Are you ready for the CIPC's new reporting standards?


Deloitte's Sumendra Naidoo unpacks the incoming XBRL requirements

The Companies and Intellectual Property Commission (CIPC) has mandated submission of Annual Financial Statements (AFSs) for all qualifying entities (client companies) via the Digital Financial Reporting Standard of XBRL (eXtensible Business Reporting Language). As from 1 July 2018, the CIPC will receive AFSs exclusively in XBRL.

XBRL offers benefits of automation, cost saving, faster, more reliable and more accurate handling of data, improved analysis, and better quality of information and decision-making to both the preparer and regulator.

Sumendra Naidoo, Director of Finance & Accounting Business Process Solutions, Deloitte South Africa, says:

"The CIPC is currently driving an awareness campaign to notify all relevant client companies of the programme, and what the requirements for submission via XBRL entails. As a result of the campaign, the following question arises naturally: ‘What do client companies need to do to ensure compliance?’.”

Naidoo adds that the CIPC believes South Africa should take advantage of the benefits offered by XBRL. As such, the role for CFOs will become ever more important in addressing practical steps to be followed by companies to ensure they are ready for the implementation of XBRL come 1 July 2018, he says.

Naidoo highlights several steps, represented as a high-level roadmap for compliance.

Determine which entities qualify for reporting via XBRL: All companies currently submitting AFSs via PDF files will have to do so via XBRL in future. The scope of financial reporting to the CIPC does not change in terms of regulations in the Companies Act.

Determine which financial aspects are required to be reported on: The CIPC has published a Taxonomy aligned with IFRS incorporating Companies Act requirements and a Data Model, indicating which data elements form part of the taxonomy. The current taxonomy makes provision for more data elements that will be required for the initial roll-out of XBRL, because of a phased approach to be followed by the CIPC over several years. Minimum tagging requirements for initial roll-out, including mandatory data elements for every client company, have been published on the CIPC website. Depending on whether a company is classified as an SME or not, will also determine which data elements in the taxonomy will apply to a specific company. Classification criteria in this regard have also been published.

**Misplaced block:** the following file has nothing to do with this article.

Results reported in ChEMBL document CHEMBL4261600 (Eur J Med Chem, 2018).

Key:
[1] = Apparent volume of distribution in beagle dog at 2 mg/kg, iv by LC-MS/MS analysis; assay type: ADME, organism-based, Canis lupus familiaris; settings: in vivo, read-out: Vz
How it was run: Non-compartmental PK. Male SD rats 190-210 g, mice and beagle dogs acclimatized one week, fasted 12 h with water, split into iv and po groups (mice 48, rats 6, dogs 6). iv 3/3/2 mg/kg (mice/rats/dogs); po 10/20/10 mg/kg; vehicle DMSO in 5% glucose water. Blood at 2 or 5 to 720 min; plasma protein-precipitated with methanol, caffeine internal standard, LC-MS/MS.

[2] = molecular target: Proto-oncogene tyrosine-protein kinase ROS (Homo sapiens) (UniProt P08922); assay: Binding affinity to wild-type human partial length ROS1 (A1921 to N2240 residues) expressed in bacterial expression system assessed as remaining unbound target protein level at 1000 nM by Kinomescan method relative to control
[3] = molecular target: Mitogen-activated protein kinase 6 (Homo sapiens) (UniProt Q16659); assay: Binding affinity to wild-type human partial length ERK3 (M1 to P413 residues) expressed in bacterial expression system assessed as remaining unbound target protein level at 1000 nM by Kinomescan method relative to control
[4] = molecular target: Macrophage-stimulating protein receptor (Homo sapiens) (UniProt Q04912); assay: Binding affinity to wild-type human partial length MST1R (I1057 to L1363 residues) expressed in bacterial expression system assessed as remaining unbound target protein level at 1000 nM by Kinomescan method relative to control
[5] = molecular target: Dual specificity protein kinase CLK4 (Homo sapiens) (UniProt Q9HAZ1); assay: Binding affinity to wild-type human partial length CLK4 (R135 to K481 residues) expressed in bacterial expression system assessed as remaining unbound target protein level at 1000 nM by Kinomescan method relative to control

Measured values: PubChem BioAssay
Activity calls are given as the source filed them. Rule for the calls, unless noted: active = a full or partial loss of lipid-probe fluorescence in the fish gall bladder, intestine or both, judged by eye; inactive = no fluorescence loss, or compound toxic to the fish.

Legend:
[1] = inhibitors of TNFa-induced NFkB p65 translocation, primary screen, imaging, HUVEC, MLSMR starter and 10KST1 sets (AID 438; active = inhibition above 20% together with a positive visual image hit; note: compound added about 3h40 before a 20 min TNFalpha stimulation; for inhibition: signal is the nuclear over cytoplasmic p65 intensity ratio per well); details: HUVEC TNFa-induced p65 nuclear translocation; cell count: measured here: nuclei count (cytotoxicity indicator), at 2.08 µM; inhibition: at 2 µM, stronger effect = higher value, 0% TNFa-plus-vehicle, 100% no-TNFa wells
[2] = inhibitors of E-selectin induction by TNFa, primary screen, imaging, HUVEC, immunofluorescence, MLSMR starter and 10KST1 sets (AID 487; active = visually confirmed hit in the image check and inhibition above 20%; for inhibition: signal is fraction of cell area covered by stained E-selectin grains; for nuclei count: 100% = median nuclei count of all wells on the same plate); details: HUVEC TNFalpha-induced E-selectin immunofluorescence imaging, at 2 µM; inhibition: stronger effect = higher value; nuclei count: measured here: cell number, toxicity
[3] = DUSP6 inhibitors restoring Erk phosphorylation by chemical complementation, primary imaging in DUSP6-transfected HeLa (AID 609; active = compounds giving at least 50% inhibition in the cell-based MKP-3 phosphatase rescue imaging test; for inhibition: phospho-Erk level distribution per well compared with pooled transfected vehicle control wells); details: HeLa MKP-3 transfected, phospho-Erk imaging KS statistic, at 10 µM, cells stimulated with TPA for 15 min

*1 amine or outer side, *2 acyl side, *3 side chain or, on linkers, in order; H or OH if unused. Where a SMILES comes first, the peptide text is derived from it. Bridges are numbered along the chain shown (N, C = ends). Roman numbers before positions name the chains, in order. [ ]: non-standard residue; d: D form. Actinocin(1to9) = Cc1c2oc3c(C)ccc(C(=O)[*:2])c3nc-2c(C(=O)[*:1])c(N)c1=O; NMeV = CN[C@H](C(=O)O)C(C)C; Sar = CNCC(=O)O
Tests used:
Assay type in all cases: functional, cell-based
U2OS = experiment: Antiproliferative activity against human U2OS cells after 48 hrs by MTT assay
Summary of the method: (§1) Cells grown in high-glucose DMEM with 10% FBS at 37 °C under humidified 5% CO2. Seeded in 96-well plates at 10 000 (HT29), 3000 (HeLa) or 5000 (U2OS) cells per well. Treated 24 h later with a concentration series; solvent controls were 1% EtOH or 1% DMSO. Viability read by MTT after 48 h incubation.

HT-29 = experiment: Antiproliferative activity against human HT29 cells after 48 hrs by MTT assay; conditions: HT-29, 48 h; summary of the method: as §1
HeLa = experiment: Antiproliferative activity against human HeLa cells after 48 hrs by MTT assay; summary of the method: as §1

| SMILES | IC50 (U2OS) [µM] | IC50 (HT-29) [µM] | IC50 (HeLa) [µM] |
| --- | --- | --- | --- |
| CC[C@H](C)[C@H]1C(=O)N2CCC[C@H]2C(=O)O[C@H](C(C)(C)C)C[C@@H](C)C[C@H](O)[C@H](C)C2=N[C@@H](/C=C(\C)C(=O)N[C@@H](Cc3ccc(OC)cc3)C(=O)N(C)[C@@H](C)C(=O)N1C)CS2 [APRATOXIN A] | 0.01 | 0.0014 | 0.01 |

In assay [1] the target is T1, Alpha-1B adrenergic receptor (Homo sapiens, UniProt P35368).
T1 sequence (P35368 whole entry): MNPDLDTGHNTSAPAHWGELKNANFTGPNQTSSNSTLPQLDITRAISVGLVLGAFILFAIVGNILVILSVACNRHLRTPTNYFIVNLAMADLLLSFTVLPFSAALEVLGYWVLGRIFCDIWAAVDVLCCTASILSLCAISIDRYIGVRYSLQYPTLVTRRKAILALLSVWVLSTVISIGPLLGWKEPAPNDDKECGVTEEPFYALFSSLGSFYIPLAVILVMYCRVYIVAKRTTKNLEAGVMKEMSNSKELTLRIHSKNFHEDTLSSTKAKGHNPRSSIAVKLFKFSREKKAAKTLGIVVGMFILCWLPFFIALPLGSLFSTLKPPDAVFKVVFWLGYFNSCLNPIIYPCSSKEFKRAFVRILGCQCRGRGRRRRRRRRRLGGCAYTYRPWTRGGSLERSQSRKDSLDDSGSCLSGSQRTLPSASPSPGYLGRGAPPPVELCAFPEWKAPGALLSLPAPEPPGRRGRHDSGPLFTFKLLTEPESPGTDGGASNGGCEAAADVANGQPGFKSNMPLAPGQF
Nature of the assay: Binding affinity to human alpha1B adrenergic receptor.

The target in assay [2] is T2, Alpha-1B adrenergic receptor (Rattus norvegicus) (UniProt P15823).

Determine service provider to assist with XBRL software solution: Three options exist for client companies, as follows:

  1. Liaise with the vendors of existing software that may already be utilised by client companies (e.g. Enterprise Resource Planning (ERP) software, financial or accounting software, disclosure management software, etc.);
  2. Engage with software service providers with existing expertise in the field of XBRL to implement existing solutions or develop/customise new XBRL capable software; and
  3. Choose to outsource their XBRL reporting function completely.

According to Naidoo, the CIPC is in the process of establishing a software service provider panel. “This forum will aim to determine the capability of various software service providers and their software solutions for possible recommendation to client companies,” he says.

Advance planning is required
XBRL reporting will be new to most businesses in South Africa, with the skills not being readily available.  The CIPC phased approach for compliance will go some way in easing the burden compared to a big bang approach, but the first few years are going to require some advanced planning to meet the compliance deadlines.  

In conclusion, Naidoo says:

“XBRL will improve corporate governance in South Africa and assist in the current direction of creating an e-government. In the long-term, XBRL is aimed at assisting business to reduce the administrative burden of reporting financial information for regulatory compliance and to assist the CIPC to provide usable financial information more efficiently to investors for better transparency.” 

Related articles